You know, here we are in an information age when 60 percent of the businesses in America have good jobs that pay good money. And they can't fill them because they can't find the people with the education and the skills that are necessary to fill those jobs. Here we have a debate every single year in America now about whether or not we are going to bust out of the limits on immigration. And I'm for immigration -- don't get me wrong. We are a nation of immigrants. But it ought to be an alarm bell when we have the employers with the best jobs in this country coming every single year, year-after-year, saying we have to go half way around the world to find people with a college education who can come in and take these good jobs. We need to educate our own people with the skills needed to seize the jobs of the future and build the future of this country.

Welcome immigrants, yes, but educate our own people and make the investments. Don't just put all the attention on a tax break for the wealthy when our people need good schools and well-trained teachers.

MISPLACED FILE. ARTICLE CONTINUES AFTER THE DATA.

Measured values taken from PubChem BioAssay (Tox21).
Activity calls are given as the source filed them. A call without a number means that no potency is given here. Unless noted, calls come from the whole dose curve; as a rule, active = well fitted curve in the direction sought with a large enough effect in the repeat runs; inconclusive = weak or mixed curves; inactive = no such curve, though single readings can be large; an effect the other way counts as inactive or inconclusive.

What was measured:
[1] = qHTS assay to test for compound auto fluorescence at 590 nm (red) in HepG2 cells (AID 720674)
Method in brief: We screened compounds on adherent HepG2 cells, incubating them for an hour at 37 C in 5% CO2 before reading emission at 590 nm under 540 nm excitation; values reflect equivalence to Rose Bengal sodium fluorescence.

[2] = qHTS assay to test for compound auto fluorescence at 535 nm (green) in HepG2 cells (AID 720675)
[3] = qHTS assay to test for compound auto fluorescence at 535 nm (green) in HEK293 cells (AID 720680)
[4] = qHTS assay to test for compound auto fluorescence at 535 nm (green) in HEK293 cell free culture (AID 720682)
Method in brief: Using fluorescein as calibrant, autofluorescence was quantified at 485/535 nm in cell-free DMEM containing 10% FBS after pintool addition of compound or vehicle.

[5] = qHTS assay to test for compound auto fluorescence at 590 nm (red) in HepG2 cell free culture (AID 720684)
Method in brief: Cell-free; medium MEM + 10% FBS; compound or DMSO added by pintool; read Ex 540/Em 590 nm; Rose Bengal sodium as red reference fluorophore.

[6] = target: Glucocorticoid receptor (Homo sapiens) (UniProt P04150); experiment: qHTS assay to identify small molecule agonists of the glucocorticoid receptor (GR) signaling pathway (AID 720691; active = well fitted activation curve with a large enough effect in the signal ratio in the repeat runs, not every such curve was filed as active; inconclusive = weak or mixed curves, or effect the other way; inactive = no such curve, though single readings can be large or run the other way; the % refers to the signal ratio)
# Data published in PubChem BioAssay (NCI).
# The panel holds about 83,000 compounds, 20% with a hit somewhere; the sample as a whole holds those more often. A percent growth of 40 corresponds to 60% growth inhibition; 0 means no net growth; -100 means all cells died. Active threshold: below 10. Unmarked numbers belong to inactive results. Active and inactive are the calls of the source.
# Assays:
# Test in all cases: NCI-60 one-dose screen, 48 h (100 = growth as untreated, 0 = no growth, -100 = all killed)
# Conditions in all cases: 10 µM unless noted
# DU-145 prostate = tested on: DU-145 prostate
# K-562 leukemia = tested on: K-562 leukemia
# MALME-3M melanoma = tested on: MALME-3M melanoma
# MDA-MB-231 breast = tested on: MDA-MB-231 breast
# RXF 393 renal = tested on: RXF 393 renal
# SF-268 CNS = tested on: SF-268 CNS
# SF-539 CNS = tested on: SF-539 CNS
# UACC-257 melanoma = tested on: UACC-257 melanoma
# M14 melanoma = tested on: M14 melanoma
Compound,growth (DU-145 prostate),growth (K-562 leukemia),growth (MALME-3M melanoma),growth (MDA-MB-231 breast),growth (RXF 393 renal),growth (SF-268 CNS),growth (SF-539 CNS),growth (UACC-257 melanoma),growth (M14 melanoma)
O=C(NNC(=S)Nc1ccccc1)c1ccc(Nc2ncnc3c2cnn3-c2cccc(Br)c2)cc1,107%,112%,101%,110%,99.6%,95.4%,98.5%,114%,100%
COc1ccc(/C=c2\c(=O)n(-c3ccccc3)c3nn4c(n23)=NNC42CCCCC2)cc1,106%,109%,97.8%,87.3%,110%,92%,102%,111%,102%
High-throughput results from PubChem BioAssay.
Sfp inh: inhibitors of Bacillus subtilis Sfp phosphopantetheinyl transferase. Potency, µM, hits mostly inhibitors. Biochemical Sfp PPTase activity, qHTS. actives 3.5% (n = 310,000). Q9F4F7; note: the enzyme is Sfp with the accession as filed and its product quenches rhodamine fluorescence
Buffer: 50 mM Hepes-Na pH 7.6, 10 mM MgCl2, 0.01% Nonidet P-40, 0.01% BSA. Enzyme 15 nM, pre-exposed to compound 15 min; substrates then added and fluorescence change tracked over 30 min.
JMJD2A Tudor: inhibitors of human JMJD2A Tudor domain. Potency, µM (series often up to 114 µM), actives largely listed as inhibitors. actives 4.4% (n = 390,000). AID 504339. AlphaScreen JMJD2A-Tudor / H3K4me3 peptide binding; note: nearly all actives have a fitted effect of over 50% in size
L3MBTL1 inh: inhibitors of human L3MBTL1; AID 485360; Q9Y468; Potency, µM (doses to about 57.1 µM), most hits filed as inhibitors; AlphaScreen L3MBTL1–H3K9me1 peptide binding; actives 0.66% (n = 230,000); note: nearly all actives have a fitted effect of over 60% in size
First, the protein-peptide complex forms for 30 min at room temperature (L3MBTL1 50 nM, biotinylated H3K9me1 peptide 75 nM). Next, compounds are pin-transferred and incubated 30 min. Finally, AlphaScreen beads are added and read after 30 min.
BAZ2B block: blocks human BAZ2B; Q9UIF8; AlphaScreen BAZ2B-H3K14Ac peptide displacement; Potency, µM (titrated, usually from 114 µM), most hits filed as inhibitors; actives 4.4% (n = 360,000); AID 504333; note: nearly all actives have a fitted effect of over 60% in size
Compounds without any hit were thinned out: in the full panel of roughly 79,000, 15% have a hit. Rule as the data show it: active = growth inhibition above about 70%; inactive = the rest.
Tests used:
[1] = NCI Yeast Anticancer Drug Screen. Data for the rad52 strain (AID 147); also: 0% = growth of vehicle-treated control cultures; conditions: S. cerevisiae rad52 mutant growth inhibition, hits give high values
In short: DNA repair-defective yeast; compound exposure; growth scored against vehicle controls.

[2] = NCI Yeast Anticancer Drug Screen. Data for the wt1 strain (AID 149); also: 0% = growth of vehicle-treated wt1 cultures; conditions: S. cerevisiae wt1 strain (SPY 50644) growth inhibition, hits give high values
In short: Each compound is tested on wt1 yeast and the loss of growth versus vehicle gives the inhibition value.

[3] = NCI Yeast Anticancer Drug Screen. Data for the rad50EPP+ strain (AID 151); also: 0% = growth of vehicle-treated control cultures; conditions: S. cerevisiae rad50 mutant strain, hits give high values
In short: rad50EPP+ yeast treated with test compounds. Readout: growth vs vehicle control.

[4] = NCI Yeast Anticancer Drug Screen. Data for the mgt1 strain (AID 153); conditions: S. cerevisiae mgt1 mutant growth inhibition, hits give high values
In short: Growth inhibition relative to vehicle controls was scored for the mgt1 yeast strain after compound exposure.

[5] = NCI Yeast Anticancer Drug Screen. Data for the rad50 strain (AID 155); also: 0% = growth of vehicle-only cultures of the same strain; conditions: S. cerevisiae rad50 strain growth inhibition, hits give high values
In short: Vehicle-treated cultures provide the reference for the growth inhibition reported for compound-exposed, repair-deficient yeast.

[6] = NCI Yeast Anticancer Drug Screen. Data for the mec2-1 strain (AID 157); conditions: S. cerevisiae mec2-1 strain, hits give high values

(APPLAUSE)

We hear all these people talking about how one way to control crime is to fix up the neighborhoods because it changes attitudes. And yes, that's right, broken windows need to be fixed so they don't convey a message of disorder and tolerance of evil-doing. But if that theory works on crime, why doesn't it work on schools? What message do we send these young people if they walk into a school that's falling down and in disrepair. We need to tell them, not just with words, but with our actions that education is important, and that public education is going to get a commitment and investment.

But this Congress is not only blocking that legislation, they actually tried to repeal our plan to hire 100,000 new teachers. Well, they get an "F" for effort on education, as far as I'm concerned.